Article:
The central nervous system has not been examined with specific neuropathologic methods in any series of cases of sickle cell anemia. The present study is based on such a series of 5 unselected cases. Diagnostically questionable cases were ruled out. In all 5 cases lesions were present in the central nervous system.
The neuropathologic changes showed a great similarity in all cases, indicating a characteristic neuropathologic picture of sickle cell anemia.
REPORT OF CASES
—A Negress aged 28 had a history of migratory polyarthritis for five years. The patient was described as mentally peculiar, with a history of possible psychotic episodes and two suicidal attempts. She had once been to a medical clinic complaining of frequent "bleeding from below." Five days before admission an infection of the upper respiratory tract, with cough, chills and fever, developed. On the day of admission she was semistuporous and disoriented and complained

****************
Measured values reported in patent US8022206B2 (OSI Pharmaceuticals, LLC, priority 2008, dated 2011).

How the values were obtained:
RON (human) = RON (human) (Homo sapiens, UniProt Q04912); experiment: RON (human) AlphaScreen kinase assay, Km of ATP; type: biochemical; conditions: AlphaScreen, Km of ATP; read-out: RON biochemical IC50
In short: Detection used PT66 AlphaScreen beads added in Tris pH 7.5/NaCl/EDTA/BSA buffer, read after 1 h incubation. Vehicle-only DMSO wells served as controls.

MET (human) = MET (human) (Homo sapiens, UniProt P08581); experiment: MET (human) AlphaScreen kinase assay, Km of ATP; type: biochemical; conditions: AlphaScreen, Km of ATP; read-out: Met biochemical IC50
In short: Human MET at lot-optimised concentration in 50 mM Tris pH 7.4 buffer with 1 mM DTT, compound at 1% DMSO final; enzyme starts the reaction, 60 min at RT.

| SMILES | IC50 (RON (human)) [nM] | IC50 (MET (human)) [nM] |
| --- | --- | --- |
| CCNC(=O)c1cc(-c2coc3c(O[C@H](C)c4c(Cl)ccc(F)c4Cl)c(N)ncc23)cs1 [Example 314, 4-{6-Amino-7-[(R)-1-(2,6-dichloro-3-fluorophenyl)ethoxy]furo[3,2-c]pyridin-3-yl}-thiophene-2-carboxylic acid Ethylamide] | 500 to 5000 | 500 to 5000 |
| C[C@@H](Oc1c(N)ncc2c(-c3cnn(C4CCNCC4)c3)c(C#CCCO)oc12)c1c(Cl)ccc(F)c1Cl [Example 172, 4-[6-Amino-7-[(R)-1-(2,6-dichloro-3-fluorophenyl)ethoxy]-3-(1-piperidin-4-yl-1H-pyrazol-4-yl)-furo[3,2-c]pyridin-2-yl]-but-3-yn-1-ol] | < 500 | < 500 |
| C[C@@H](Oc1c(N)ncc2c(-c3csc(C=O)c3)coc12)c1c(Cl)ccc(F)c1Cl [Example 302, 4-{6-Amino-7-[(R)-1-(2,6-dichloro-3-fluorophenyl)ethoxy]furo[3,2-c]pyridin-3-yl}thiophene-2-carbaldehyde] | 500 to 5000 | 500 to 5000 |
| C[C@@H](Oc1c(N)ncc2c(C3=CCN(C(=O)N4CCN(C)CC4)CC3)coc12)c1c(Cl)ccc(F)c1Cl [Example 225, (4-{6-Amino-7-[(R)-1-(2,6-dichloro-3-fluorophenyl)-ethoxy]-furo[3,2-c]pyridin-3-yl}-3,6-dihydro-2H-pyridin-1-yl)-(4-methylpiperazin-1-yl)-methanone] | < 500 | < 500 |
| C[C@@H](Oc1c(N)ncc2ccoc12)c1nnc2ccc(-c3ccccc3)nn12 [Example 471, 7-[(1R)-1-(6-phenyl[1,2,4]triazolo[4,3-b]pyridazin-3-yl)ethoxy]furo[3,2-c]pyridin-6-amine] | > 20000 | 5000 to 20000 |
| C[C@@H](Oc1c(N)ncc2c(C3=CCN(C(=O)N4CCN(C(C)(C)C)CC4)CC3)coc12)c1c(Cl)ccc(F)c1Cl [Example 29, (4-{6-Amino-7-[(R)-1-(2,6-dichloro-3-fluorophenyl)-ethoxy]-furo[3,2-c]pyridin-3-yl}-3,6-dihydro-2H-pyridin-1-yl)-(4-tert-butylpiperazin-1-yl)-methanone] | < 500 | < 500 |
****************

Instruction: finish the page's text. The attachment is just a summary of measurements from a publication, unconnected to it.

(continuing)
FREDERIC WERTHAM, NATHAN MITCHELL, ALFRED ANGRIST. THE BRAIN IN SICKLE CELL ANEMIA. Arch NeurPsych. 1942;47(5):752–767. doi:10.1001/archneurpsyc.1942.02290050054004